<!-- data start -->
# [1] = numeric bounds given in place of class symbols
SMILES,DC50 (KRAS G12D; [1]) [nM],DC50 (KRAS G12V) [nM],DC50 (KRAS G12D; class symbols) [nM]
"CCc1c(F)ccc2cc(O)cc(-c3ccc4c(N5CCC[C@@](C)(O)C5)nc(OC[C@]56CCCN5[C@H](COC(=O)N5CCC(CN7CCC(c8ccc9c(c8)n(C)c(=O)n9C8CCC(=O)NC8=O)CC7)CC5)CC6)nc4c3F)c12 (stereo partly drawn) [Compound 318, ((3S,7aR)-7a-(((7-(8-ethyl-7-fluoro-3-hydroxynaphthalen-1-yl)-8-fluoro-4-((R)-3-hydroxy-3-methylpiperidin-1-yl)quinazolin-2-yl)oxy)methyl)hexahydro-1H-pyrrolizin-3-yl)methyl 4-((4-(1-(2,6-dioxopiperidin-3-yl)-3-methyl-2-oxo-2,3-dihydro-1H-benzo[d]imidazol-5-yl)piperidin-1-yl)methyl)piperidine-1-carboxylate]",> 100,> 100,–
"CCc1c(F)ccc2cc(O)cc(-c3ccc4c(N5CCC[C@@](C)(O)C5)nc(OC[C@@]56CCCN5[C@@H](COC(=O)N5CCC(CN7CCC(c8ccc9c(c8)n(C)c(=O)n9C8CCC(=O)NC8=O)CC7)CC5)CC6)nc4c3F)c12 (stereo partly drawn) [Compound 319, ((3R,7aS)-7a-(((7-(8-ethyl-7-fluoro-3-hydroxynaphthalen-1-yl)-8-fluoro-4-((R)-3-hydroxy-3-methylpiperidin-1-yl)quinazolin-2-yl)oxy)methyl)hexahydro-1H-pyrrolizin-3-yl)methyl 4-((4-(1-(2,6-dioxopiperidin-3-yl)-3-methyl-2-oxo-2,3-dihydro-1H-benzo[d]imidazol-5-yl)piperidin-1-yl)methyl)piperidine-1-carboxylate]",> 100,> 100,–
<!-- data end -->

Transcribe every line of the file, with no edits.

# [1] = numeric bounds given in place of class symbols
SMILES,DC50 (KRAS G12D; [1]) [nM],DC50 (KRAS G12V) [nM],DC50 (KRAS G12D; class symbols) [nM]
"CCc1c(F)ccc2cc(O)cc(-c3ccc4c(N5CCC[C@@](C)(O)C5)nc(OC[C@]56CCCN5[C@H](COC(=O)N5CCC(CN7CCC(c8ccc9c(c8)n(C)c(=O)n9C8CCC(=O)NC8=O)CC7)CC5)CC6)nc4c3F)c12 (stereo partly drawn) [Compound 318, ((3S,7aR)-7a-(((7-(8-ethyl-7-fluoro-3-hydroxynaphthalen-1-yl)-8-fluoro-4-((R)-3-hydroxy-3-methylpiperidin-1-yl)quinazolin-2-yl)oxy)methyl)hexahydro-1H-pyrrolizin-3-yl)methyl 4-((4-(1-(2,6-dioxopiperidin-3-yl)-3-methyl-2-oxo-2,3-dihydro-1H-benzo[d]imidazol-5-yl)piperidin-1-yl)methyl)piperidine-1-carboxylate]",> 100,> 100,–
"CCc1c(F)ccc2cc(O)cc(-c3ccc4c(N5CCC[C@@](C)(O)C5)nc(OC[C@@]56CCCN5[C@@H](COC(=O)N5CCC(CN7CCC(c8ccc9c(c8)n(C)c(=O)n9C8CCC(=O)NC8=O)CC7)CC5)CC6)nc4c3F)c12 (stereo partly drawn) [Compound 319, ((3R,7aS)-7a-(((7-(8-ethyl-7-fluoro-3-hydroxynaphthalen-1-yl)-8-fluoro-4-((R)-3-hydroxy-3-methylpiperidin-1-yl)quinazolin-2-yl)oxy)methyl)hexahydro-1H-pyrrolizin-3-yl)methyl 4-((4-(1-(2,6-dioxopiperidin-3-yl)-3-methyl-2-oxo-2,3-dihydro-1H-benzo[d]imidazol-5-yl)piperidin-1-yl)methyl)piperidine-1-carboxylate]",> 100,> 100,–